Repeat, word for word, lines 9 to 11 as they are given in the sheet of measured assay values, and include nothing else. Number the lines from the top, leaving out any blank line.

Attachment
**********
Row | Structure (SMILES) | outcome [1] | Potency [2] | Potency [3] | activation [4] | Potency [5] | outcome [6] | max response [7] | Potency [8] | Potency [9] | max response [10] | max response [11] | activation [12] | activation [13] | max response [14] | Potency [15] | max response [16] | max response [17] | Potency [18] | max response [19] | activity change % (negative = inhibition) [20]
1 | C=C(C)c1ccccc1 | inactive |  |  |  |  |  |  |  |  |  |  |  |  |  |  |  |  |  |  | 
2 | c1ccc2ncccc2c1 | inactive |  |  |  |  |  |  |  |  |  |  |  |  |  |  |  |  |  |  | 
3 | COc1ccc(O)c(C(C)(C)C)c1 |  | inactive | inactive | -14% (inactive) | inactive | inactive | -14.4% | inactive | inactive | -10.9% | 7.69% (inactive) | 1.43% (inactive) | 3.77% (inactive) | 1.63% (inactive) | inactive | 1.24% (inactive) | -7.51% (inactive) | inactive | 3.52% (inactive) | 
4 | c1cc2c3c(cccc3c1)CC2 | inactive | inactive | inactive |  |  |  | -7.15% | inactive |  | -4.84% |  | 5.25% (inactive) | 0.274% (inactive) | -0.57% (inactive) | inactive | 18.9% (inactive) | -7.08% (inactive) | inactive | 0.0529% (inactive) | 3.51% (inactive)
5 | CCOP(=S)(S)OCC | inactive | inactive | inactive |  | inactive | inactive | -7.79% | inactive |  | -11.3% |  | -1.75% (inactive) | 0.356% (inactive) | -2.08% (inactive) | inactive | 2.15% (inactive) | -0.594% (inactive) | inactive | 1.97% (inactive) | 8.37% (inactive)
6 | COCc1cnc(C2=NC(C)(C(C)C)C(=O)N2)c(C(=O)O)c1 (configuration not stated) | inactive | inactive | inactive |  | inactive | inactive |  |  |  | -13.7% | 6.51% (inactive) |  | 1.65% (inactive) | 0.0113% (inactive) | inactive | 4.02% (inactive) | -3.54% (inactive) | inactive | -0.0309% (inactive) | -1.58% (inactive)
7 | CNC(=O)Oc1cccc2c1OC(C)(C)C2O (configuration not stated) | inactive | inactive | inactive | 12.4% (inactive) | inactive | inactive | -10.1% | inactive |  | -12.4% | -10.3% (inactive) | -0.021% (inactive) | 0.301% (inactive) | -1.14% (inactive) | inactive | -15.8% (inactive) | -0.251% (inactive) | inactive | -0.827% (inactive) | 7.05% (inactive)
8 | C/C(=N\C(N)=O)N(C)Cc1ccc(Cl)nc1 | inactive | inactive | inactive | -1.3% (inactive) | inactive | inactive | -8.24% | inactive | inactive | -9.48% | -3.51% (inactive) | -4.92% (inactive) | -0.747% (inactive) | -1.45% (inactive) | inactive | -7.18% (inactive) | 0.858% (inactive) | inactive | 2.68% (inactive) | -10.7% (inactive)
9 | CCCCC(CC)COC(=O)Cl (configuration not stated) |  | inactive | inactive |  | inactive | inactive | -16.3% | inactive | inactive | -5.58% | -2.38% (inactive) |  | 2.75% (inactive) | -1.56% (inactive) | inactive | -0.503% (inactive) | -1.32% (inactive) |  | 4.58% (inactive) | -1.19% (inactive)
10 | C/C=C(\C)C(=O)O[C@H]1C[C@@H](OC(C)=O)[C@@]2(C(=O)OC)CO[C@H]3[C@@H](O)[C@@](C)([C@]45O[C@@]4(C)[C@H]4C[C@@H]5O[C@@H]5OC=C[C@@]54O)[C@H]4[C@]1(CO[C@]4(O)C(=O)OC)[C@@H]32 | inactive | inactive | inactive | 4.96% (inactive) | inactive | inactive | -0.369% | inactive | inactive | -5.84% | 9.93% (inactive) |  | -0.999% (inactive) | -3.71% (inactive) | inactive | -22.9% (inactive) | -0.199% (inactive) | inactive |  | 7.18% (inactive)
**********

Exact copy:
8 | C/C(=N\C(N)=O)N(C)Cc1ccc(Cl)nc1 | inactive | inactive | inactive | -1.3% (inactive) | inactive | inactive | -8.24% | inactive | inactive | -9.48% | -3.51% (inactive) | -4.92% (inactive) | -0.747% (inactive) | -1.45% (inactive) | inactive | -7.18% (inactive) | 0.858% (inactive) | inactive | 2.68% (inactive) | -10.7% (inactive)
9 | CCCCC(CC)COC(=O)Cl (configuration not stated) |  | inactive | inactive |  | inactive | inactive | -16.3% | inactive | inactive | -5.58% | -2.38% (inactive) |  | 2.75% (inactive) | -1.56% (inactive) | inactive | -0.503% (inactive) | -1.32% (inactive) |  | 4.58% (inactive) | -1.19% (inactive)
10 | C/C=C(\C)C(=O)O[C@H]1C[C@@H](OC(C)=O)[C@@]2(C(=O)OC)CO[C@H]3[C@@H](O)[C@@](C)([C@]45O[C@@]4(C)[C@H]4C[C@@H]5O[C@@H]5OC=C[C@@]54O)[C@H]4[C@]1(CO[C@]4(O)C(=O)OC)[C@@H]32 | inactive | inactive | inactive | 4.96% (inactive) | inactive | inactive | -0.369% | inactive | inactive | -5.84% | 9.93% (inactive) |  | -0.999% (inactive) | -3.71% (inactive) | inactive | -22.9% (inactive) | -0.199% (inactive) | inactive |  | 7.18% (inactive)